The ACAD is launching a new festival series this summer and fall intended to showcase the array of cultures and ethnicities that call north Aurora home
Carmel didn’t waste any time. He quickly began playing pick-up games with a friend at a park in north Aurora, which was where he eventually met a man who coached a team of players from the African Community Center in Denver. It was with that group that he began to absorb stories, both gripping and tragic, that resonated with him — and mirrored his own
Haris Simangunsong was deported from Colorado to his native Jakarta, Indonesia last week, according to the American Friends Service Committee, a local Quaker organization that has advocated for Simangunsong and several other locals facing deportation
Immigrants do not make America more dangerous. They make it more prosperous. APS board member Cathy Wildman, however, does not strengthen our city with her leadership, she insults it. She should be ashamed of herself.
Arriving in the metro area six years ago, Arbab said it was difficult to get acclimated to a new country, new culture and a new language. But, she said, it was easier for her to become acclimated compared to her two older siblings — both of whom graduated from Overland — because she started in elementary school instead of high school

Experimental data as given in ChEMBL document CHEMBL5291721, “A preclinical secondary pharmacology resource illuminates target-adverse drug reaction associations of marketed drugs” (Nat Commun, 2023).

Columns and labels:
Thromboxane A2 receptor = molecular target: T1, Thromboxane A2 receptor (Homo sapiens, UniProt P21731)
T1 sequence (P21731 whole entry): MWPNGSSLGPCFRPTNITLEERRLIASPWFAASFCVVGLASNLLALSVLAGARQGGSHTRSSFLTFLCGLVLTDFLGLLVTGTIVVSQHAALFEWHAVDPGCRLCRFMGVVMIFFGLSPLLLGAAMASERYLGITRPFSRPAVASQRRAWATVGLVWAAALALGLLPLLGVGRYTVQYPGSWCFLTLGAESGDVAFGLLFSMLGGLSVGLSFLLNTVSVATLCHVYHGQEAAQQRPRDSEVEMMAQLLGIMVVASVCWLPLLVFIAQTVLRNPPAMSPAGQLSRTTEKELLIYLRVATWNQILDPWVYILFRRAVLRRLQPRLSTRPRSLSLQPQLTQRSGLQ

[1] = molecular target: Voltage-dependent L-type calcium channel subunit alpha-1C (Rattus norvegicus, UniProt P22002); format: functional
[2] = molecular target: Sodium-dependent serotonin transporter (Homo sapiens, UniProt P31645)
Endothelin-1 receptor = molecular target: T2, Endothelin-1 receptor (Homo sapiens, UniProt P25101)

“I truly believe that this resolution that we’re trying to pass hampers all the efforts that we are trying to make; all the progress that we have made to make Aurora a welcoming city,” said Jeanette Rodriguez, who serves as co-chairwoman of the city’s Immigrant and Refugee Commission.
“It is growing, and not too many people want to do business there,” the Avtech president and CEO said in an interview at his Aurora office this week.
The campaign encourages healthy living to help improve the quality of life of Aurora immigrants and refugees — many of who do not have access to regular health services. The plan addresses annual medical checkups, healthy eating, exercise, rest and balance
“It’s so important to recognize that young people who were brought here as children, who grew up here, went to school here, and who often know of no other country, be allowed to legally remain in the U.S.,” Coffman said in a statement. “Let’s give them a chance to achieve the American dream through work, education or military service, and to help us together build a stronger America.”
Many of these immigrants who are threatened with deportation are fully integrated into our communities. There are over half of a million immigrant residents in Colorado — they work, pay taxes and spend their money here. Not only would the cost of mass deportations result in an astronomical amount of taxpayers’ dollars lost, but our local economies would suffer from the loss these immigrant contributions in terms of labor, local spending and tax dollars